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it was one of the worst atrocities in afghanistan. next, why a former u.s. army sergeant says he massacred afghan civilians. er ] research suggests cell health plays a key role throughout our lives. one a day women's 50+ is a complete multivitamin designed for women's health concerns as we age. it has 7 antioxidants to support cell health. one a day 50+. it has 7 antioxidants to support cell health. ♪ i' it has 7 antioxidants to support cell health. 'm a hard, hard ♪ i'm a hard, hard worker and i'm working every day. ♪ ♪ i'm a hard, hard worker and i'm saving all my pay. ♪ ♪ if i ever get some money put away, ♪ ♪ i'm going to take it all out and celebrate. ♪ ♪ i'm a hard, hard worker... ♪ membership rallied millions of us on small business saturday to make shopping small, huge. this is what membership is. this is what membership does.
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the army sergeant has agreed to plead guilty to avied the death xenlt. robert bales was, quote, crazed and broken in march of 2012. that's when he carried out the predawn attacks in southern afghanistan. he is currently being held in washington state. the officials say bales shot or stabbed to death 16 people in two villages, most of them children. he was taken into custody as he returned to the base. nbc news pentagon correspondent jim miklaszewski joins me live. any plea deal still has to be approved by a judge and a commanding general. is that expected to happen?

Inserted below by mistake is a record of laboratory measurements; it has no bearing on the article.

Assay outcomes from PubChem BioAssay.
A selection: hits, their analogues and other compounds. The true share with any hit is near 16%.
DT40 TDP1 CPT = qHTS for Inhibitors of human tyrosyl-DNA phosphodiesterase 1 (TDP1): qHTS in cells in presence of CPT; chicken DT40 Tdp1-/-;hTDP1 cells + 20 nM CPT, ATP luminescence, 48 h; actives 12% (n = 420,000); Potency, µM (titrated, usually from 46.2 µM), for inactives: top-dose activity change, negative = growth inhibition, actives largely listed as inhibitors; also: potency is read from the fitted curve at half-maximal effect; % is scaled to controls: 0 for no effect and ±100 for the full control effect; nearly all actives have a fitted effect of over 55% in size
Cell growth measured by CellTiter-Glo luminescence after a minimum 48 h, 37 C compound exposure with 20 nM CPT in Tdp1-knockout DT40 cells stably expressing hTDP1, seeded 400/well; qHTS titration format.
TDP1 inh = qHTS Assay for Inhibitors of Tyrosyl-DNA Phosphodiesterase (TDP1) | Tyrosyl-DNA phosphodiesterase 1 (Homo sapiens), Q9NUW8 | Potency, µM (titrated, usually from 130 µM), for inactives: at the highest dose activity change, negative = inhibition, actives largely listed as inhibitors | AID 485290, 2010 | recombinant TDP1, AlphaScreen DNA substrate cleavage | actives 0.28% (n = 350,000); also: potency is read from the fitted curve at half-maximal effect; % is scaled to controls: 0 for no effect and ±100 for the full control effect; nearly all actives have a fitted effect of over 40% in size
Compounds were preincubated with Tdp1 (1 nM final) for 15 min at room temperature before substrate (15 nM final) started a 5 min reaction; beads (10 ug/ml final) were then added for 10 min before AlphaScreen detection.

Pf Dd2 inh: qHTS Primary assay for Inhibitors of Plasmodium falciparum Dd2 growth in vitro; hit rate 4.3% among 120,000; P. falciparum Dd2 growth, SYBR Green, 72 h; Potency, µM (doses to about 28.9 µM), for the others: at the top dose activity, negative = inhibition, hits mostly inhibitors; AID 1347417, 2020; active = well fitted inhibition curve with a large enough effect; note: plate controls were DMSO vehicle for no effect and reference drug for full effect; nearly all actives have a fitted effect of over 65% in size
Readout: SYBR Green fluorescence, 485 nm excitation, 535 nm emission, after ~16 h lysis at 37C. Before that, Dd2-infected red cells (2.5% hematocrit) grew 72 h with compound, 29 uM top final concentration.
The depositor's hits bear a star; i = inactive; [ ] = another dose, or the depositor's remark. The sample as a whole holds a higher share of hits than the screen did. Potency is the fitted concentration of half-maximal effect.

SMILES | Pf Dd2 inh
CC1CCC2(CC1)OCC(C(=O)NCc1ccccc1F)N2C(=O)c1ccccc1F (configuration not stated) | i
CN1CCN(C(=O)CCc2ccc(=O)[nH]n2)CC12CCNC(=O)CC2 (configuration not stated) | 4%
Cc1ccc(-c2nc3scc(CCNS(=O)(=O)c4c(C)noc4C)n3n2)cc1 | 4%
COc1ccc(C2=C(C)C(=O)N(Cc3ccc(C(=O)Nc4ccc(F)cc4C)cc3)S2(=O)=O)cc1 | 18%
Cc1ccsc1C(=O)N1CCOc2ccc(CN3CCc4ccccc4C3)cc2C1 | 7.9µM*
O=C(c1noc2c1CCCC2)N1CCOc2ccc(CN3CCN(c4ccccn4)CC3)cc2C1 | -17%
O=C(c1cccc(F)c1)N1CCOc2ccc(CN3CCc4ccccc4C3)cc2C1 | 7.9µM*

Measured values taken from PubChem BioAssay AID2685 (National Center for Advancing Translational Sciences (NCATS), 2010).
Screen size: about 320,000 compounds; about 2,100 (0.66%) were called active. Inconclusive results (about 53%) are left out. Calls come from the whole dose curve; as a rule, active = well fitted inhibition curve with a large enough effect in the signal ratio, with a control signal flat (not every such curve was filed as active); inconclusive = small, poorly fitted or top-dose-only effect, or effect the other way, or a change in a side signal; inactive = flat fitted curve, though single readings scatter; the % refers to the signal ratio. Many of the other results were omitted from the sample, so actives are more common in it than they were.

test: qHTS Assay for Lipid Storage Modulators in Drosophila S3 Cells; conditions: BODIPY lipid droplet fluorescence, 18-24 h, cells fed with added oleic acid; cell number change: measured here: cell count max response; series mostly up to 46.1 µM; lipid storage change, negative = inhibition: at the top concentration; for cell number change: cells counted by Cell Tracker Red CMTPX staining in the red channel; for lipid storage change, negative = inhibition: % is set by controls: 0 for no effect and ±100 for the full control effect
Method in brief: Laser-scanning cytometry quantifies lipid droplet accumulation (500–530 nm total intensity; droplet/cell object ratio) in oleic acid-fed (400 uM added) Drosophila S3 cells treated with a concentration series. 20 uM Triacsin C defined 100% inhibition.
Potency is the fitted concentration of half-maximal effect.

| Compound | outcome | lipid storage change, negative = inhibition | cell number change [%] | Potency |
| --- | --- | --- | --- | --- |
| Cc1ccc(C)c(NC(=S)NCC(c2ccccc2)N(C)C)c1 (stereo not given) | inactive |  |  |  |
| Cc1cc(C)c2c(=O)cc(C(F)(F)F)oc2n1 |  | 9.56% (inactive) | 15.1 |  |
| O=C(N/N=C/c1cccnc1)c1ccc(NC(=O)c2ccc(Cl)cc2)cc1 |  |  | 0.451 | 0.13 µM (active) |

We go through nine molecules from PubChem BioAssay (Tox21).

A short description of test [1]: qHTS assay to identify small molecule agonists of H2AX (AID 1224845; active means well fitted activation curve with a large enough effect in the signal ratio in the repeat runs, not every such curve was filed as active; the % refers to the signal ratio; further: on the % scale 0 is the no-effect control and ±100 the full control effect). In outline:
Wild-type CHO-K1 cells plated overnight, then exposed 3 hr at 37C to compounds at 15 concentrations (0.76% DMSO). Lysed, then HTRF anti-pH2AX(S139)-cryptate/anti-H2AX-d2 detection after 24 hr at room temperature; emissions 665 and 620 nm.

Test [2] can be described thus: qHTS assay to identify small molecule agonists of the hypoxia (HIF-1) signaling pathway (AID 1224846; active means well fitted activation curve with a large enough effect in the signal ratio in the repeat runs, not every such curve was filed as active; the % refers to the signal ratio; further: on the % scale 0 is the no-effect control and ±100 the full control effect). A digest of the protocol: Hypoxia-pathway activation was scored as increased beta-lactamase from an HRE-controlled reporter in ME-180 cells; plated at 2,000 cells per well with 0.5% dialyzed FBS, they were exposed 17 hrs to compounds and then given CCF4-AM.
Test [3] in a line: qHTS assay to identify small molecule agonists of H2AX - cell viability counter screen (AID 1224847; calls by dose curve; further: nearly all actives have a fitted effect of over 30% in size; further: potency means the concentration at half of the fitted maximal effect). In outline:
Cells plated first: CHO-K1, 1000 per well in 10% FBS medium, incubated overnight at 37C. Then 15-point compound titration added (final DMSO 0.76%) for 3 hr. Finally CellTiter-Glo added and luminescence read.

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>> well, you know, it is obvious that both the defense and the prosecution in this case wanted to avoid a long, lengthy trial. where all the gory, grim details of this assault by sergeant bales, alleged assault until he is proven guilty, on two separate villages, their in southern afghanistan. and there was a certain level of premeditation that night because according to the reports, sergeant bales had left his base in southern afghanistan, went to one village where he allegedly went on a shooting spree. then returned to the base and then sometime later left the base and went to a second village to continue what some people call his murder spree on that night. the defense had originally argued that their client, sergeant bales, was suffering from both ptsd and traumatic brain injury which may have contributed to the crimes that were committed in this case.